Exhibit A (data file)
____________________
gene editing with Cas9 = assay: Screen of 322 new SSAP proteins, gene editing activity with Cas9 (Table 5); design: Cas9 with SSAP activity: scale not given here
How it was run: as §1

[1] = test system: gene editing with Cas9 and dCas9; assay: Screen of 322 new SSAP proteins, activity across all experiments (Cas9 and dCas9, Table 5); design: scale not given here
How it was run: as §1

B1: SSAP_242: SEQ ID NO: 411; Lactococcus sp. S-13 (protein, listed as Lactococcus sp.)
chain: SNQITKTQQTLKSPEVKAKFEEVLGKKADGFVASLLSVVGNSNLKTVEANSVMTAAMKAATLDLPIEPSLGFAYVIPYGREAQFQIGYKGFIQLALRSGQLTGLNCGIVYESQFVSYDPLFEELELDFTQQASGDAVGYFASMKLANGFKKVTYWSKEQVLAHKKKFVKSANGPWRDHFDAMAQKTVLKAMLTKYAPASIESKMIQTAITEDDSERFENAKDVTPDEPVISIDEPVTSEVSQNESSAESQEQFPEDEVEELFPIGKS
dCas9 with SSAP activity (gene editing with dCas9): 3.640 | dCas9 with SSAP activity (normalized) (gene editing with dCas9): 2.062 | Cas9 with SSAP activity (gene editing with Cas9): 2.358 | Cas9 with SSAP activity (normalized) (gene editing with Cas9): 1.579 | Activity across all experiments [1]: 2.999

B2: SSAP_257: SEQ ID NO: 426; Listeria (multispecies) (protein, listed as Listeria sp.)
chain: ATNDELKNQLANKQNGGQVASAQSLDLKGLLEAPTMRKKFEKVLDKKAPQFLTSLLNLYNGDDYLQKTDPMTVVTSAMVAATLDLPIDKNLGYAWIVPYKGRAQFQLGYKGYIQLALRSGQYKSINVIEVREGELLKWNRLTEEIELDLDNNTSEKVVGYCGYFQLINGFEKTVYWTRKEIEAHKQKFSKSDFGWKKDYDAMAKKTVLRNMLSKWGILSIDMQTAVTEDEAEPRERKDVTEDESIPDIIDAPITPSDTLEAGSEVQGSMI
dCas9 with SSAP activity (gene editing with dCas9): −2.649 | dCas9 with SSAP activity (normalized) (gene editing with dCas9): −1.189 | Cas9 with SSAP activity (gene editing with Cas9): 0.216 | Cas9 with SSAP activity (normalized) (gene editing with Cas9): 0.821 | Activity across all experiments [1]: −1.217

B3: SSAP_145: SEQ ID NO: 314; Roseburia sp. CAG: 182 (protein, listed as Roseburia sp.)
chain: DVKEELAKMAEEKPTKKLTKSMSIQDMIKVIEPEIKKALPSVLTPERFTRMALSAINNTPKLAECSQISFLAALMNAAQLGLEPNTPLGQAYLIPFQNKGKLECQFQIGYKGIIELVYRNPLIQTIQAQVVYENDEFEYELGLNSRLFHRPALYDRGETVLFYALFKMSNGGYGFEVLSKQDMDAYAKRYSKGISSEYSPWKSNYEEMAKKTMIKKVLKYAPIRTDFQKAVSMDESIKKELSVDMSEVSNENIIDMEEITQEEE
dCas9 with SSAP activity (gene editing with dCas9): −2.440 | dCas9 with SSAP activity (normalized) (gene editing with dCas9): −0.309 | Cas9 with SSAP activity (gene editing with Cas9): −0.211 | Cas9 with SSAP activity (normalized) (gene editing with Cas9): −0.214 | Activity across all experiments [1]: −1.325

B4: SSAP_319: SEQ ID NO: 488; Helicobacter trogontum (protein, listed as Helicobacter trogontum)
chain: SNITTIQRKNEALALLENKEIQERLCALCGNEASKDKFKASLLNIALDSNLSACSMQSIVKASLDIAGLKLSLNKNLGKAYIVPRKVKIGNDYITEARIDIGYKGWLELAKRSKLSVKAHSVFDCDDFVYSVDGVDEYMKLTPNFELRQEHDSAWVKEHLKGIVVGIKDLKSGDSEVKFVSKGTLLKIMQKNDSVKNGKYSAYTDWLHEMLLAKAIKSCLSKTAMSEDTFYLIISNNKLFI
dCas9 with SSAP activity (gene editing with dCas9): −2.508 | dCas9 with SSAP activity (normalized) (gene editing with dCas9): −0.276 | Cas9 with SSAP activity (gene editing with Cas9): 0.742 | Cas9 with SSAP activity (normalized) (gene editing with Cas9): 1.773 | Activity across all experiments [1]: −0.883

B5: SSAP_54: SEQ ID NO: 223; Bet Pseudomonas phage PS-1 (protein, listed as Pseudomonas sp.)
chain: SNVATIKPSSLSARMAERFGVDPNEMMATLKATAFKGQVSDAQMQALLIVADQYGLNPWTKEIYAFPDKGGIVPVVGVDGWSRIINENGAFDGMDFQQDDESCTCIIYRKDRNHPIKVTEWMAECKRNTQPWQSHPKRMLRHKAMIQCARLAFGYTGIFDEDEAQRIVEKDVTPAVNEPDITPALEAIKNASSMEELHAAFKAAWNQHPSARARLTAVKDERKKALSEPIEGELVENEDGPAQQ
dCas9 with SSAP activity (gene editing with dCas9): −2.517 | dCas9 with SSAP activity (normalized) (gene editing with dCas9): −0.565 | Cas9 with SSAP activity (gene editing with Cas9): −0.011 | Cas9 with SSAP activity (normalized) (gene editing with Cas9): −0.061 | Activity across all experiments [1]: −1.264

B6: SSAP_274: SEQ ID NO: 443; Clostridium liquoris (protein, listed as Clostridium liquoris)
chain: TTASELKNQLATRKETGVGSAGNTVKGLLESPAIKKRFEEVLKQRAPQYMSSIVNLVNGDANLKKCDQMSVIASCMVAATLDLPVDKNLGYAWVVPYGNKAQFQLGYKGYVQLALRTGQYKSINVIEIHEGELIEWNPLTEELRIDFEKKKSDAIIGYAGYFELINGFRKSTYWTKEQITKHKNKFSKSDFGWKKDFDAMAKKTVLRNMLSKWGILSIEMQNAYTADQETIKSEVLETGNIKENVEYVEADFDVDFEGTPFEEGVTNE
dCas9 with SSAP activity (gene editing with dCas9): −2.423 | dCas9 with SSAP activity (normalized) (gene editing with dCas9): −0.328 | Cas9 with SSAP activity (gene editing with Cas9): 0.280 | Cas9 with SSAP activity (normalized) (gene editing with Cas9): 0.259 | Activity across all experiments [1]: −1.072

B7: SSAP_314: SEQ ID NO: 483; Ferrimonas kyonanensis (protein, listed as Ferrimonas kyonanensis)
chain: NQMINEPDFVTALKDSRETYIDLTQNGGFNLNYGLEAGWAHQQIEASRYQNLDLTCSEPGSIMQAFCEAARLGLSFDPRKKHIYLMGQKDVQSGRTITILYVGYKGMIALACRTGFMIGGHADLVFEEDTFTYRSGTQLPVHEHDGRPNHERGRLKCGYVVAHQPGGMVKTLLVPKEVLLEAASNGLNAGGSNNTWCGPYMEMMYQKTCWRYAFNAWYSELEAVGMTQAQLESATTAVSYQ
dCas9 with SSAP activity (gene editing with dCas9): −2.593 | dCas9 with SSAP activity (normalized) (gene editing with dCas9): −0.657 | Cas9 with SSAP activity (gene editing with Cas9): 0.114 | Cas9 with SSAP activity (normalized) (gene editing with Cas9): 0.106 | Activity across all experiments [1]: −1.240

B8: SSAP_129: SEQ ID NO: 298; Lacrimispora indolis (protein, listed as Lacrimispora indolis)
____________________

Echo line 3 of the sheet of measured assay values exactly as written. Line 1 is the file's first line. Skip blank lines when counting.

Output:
[1] = test system: gene editing with Cas9 and dCas9; assay: Screen of 322 new SSAP proteins, activity across all experiments (Cas9 and dCas9, Table 5); design: scale not given here